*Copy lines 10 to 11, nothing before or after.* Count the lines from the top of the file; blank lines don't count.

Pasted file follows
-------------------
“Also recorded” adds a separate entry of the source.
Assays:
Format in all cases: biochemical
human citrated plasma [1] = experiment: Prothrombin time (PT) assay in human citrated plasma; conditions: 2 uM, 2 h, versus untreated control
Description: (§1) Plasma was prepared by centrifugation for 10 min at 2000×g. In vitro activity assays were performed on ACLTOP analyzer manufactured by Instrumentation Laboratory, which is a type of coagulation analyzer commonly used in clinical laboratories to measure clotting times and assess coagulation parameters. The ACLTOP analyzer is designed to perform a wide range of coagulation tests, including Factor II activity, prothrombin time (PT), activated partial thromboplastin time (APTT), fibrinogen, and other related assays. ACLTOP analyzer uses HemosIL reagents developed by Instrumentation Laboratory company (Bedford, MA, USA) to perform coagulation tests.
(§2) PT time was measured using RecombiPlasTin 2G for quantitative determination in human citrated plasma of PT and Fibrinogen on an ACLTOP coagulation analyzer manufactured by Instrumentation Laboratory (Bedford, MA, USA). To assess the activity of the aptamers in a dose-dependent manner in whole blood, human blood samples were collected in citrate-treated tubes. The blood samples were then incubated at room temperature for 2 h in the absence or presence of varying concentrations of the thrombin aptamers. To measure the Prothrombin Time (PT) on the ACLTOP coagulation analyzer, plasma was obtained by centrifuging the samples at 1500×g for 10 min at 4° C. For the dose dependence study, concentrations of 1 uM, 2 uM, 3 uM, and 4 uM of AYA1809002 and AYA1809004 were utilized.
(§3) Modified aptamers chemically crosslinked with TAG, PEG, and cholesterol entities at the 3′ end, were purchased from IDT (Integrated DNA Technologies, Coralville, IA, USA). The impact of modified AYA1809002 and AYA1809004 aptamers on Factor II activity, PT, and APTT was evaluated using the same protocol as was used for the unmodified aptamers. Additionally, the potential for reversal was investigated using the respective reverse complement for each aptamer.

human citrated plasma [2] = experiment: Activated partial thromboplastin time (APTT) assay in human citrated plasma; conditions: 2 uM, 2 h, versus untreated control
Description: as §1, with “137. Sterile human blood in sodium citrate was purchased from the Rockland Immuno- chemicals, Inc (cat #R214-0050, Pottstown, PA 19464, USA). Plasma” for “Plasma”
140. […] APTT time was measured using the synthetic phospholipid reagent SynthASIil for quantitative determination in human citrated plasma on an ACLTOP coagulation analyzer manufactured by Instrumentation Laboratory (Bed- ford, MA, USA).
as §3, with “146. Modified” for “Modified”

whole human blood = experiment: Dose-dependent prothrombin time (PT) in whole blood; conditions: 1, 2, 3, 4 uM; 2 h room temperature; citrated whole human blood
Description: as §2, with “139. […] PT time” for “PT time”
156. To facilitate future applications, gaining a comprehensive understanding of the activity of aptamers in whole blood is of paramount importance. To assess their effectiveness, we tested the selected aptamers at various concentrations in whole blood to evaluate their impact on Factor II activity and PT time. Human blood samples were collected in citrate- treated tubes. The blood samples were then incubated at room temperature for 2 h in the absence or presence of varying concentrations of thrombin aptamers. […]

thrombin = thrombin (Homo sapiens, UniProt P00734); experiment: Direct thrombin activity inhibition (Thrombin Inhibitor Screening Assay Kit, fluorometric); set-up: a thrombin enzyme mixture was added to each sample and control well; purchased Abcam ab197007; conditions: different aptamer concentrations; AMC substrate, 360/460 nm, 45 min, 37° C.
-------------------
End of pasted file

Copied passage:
140. […] APTT time was measured using the synthetic phospholipid reagent SynthASIil for quantitative determination in human citrated plasma on an ACLTOP coagulation analyzer manufactured by Instrumentation Laboratory (Bed- ford, MA, USA).
as §3, with “146. Modified” for “Modified”